As the demand for streaming video and cloud-based gaming grows, the Ethernet Technology Consortium has announced a new 800 gigabit Ethernet standard, and in the process had to rebrand itself.
Up to this point, the standards body had been calling itself the 25 Gigabit Ethernet Consortium. It was originally established to develop 25, 50, and 100 Gbps Ethernet specifications, and has now changed its name "in order to reflect a new focus on higher-speed Ethernet technologies." The first of those is 800 GbE.
The new specification is actually rooted in the 400 GbE standard, and essentially re-purposes it with a few modifications to essentially double the speed. It's sort of like taking an existing highway and doubling the number of lanes to fit twice the traffic.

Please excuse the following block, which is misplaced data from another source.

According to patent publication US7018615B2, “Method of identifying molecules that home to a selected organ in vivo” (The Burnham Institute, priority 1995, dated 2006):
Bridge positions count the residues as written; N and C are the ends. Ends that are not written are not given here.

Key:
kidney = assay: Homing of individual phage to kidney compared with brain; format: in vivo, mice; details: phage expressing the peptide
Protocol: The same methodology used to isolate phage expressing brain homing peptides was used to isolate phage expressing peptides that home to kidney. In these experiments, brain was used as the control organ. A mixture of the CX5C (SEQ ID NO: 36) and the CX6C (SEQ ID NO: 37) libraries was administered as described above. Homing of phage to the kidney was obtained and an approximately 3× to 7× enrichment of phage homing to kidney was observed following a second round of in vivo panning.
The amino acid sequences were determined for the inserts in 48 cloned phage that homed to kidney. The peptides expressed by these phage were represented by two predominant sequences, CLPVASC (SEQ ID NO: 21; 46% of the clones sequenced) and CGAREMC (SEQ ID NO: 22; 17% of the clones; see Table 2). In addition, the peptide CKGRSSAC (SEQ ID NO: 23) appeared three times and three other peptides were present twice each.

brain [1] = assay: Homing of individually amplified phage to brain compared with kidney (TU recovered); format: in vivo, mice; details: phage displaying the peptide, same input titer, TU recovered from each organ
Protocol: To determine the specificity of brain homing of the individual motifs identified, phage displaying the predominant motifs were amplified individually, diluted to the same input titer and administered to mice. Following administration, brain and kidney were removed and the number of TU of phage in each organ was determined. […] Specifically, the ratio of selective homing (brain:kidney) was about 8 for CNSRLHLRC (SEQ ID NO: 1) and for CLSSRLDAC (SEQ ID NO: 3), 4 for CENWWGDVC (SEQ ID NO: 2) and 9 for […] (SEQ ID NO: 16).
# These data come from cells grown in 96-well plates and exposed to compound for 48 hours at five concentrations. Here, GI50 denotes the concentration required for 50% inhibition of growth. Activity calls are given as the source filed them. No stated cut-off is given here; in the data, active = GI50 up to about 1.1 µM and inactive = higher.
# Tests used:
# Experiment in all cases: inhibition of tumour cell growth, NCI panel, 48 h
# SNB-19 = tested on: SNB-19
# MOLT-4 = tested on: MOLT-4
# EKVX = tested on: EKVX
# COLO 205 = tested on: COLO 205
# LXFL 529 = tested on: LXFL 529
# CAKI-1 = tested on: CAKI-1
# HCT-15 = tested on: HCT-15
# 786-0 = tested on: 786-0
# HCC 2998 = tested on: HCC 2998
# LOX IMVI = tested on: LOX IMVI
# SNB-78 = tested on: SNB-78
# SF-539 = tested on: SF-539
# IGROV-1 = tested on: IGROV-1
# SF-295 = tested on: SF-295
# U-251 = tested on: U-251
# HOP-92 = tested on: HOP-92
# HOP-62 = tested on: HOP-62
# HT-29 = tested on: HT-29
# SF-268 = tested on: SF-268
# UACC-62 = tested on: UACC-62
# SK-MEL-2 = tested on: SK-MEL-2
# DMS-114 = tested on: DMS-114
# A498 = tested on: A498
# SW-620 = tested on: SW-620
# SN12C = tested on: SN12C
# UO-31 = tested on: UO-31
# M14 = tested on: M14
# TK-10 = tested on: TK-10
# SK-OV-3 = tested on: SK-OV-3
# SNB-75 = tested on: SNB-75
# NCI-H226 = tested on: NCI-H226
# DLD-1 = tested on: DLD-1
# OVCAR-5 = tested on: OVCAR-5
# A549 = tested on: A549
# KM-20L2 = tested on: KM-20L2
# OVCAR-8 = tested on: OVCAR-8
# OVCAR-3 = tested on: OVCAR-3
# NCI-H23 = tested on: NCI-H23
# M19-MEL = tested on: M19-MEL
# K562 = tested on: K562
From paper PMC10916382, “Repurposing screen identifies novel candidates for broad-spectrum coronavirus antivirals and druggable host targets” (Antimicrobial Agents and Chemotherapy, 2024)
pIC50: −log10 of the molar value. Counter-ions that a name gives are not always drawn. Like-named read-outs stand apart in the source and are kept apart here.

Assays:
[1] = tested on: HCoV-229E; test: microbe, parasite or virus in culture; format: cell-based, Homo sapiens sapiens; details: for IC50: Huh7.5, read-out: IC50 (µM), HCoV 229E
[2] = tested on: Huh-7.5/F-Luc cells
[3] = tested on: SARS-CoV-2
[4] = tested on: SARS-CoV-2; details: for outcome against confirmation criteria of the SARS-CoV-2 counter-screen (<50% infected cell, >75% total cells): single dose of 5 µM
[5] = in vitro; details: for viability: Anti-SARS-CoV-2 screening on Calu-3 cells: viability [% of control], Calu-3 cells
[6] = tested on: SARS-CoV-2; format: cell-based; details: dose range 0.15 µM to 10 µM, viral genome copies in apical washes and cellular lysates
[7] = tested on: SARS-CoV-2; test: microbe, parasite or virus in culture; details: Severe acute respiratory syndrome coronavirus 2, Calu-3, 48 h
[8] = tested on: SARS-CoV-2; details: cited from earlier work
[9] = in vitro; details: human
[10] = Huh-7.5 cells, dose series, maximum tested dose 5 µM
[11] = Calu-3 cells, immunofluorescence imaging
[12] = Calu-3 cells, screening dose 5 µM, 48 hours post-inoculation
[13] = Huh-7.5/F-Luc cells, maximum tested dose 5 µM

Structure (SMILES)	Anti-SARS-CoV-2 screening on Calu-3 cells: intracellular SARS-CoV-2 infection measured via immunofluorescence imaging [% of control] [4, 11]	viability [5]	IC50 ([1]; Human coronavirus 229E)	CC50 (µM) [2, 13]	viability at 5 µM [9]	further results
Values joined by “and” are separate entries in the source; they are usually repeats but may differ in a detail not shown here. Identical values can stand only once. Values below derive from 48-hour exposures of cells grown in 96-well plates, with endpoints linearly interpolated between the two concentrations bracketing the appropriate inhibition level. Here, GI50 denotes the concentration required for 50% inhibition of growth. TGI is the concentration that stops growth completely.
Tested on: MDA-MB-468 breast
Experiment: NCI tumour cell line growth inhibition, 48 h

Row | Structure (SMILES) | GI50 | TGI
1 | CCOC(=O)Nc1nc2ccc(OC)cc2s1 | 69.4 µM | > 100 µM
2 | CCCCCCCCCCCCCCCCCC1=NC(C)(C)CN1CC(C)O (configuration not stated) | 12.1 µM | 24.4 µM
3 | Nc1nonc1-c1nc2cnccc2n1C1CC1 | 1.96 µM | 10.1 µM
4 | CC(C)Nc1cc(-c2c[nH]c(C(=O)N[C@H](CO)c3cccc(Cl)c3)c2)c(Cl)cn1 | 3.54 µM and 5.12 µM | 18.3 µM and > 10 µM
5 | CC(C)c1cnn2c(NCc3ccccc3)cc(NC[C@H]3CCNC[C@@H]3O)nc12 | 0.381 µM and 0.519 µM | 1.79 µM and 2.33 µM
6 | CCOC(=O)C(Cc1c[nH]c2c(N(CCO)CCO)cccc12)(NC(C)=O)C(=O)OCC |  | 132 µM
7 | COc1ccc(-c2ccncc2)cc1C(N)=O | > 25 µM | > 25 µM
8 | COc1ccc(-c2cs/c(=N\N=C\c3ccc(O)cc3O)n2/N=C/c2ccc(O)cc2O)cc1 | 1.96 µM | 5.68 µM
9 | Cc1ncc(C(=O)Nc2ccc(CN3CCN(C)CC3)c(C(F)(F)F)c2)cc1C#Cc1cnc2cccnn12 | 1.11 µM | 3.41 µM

If you really want to, you can read the details of specification (PDF). Just brace yourself for several pages of technobabble.
As it applies to consumers, this will not have a direct impact on your PC, now or in the near future. Most home PCs are equipped to support 1 GbE LAN, and while 10 GbE is available, it can be costly to implement. So, 800 GbE is way off in the distance.
Indirectly, however, this could lessen the strain on servers and other network infrastructure in the future, and ultimately improve various online services. To what extent remains to be seen, though it is worth noting that the standards body counts Broadcom, Cisco, Google, Microsoft, and dozens of others among its members.